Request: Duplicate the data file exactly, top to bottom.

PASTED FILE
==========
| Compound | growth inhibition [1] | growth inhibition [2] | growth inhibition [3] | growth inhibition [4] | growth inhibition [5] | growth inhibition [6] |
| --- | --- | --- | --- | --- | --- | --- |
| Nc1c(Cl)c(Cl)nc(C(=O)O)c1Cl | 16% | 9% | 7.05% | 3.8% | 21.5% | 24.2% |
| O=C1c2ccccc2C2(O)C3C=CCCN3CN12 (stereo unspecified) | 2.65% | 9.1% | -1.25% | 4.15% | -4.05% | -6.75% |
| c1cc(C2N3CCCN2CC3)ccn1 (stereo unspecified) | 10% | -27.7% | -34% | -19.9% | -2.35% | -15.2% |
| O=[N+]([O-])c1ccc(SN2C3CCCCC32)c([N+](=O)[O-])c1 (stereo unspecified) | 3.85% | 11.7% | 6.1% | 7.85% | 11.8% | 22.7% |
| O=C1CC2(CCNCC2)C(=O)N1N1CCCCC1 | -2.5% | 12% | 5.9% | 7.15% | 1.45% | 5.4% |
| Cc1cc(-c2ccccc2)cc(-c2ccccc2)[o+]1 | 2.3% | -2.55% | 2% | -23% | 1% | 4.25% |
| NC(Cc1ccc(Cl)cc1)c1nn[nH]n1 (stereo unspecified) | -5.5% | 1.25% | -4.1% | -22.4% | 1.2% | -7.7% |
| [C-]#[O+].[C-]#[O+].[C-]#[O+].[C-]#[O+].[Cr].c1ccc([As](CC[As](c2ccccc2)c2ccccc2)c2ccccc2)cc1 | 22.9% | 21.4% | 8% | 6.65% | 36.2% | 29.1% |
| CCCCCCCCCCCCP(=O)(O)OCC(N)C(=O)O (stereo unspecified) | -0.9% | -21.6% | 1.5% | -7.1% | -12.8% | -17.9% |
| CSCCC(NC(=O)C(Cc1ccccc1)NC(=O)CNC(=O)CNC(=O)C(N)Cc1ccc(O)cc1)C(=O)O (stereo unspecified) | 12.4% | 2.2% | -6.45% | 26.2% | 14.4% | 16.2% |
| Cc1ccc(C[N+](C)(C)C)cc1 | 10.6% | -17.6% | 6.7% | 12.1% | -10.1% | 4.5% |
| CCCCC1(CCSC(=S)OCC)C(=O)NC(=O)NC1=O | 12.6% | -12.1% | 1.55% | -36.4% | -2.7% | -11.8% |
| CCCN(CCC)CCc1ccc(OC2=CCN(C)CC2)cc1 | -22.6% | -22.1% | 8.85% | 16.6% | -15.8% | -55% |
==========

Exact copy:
| Compound | growth inhibition [1] | growth inhibition [2] | growth inhibition [3] | growth inhibition [4] | growth inhibition [5] | growth inhibition [6] |
| --- | --- | --- | --- | --- | --- | --- |
| Nc1c(Cl)c(Cl)nc(C(=O)O)c1Cl | 16% | 9% | 7.05% | 3.8% | 21.5% | 24.2% |
| O=C1c2ccccc2C2(O)C3C=CCCN3CN12 (stereo unspecified) | 2.65% | 9.1% | -1.25% | 4.15% | -4.05% | -6.75% |
| c1cc(C2N3CCCN2CC3)ccn1 (stereo unspecified) | 10% | -27.7% | -34% | -19.9% | -2.35% | -15.2% |
| O=[N+]([O-])c1ccc(SN2C3CCCCC32)c([N+](=O)[O-])c1 (stereo unspecified) | 3.85% | 11.7% | 6.1% | 7.85% | 11.8% | 22.7% |
| O=C1CC2(CCNCC2)C(=O)N1N1CCCCC1 | -2.5% | 12% | 5.9% | 7.15% | 1.45% | 5.4% |
| Cc1cc(-c2ccccc2)cc(-c2ccccc2)[o+]1 | 2.3% | -2.55% | 2% | -23% | 1% | 4.25% |
| NC(Cc1ccc(Cl)cc1)c1nn[nH]n1 (stereo unspecified) | -5.5% | 1.25% | -4.1% | -22.4% | 1.2% | -7.7% |
| [C-]#[O+].[C-]#[O+].[C-]#[O+].[C-]#[O+].[Cr].c1ccc([As](CC[As](c2ccccc2)c2ccccc2)c2ccccc2)cc1 | 22.9% | 21.4% | 8% | 6.65% | 36.2% | 29.1% |
| CCCCCCCCCCCCP(=O)(O)OCC(N)C(=O)O (stereo unspecified) | -0.9% | -21.6% | 1.5% | -7.1% | -12.8% | -17.9% |
| CSCCC(NC(=O)C(Cc1ccccc1)NC(=O)CNC(=O)CNC(=O)C(N)Cc1ccc(O)cc1)C(=O)O (stereo unspecified) | 12.4% | 2.2% | -6.45% | 26.2% | 14.4% | 16.2% |
| Cc1ccc(C[N+](C)(C)C)cc1 | 10.6% | -17.6% | 6.7% | 12.1% | -10.1% | 4.5% |
| CCCCC1(CCSC(=S)OCC)C(=O)NC(=O)NC1=O | 12.6% | -12.1% | 1.55% | -36.4% | -2.7% | -11.8% |
| CCCN(CCC)CCc1ccc(OC2=CCN(C)CC2)cc1 | -22.6% | -22.1% | 8.85% | 16.6% | -15.8% | -55% |